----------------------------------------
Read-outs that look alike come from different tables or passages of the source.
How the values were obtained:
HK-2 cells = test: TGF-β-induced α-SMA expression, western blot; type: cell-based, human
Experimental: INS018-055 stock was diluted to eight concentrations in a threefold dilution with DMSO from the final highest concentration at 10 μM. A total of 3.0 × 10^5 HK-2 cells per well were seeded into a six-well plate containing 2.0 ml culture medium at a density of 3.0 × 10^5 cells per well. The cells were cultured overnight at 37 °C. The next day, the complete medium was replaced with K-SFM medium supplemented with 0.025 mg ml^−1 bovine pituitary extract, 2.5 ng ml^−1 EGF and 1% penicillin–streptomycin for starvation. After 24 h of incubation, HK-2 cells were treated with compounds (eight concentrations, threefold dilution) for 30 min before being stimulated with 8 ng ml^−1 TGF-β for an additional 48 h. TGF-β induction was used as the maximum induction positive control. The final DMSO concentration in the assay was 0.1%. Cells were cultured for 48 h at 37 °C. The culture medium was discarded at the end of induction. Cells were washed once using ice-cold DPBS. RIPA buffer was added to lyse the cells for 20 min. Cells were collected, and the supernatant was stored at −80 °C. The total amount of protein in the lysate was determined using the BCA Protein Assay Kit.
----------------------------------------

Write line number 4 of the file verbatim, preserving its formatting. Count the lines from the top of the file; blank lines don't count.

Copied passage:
Experimental: INS018-055 stock was diluted to eight concentrations in a threefold dilution with DMSO from the final highest concentration at 10 μM. A total of 3.0 × 10^5 HK-2 cells per well were seeded into a six-well plate containing 2.0 ml culture medium at a density of 3.0 × 10^5 cells per well. The cells were cultured overnight at 37 °C. The next day, the complete medium was replaced with K-SFM medium supplemented with 0.025 mg ml^−1 bovine pituitary extract, 2.5 ng ml^−1 EGF and 1% penicillin–streptomycin for starvation. After 24 h of incubation, HK-2 cells were treated with compounds (eight concentrations, threefold dilution) for 30 min before being stimulated with 8 ng ml^−1 TGF-β for an additional 48 h. TGF-β induction was used as the maximum induction positive control. The final DMSO concentration in the assay was 0.1%. Cells were cultured for 48 h at 37 °C. The culture medium was discarded at the end of induction. Cells were washed once using ice-cold DPBS. RIPA buffer was added to lyse the cells for 20 min. Cells were collected, and the supernatant was stored at −80 °C. The total amount of protein in the lysate was determined using the BCA Protein Assay Kit.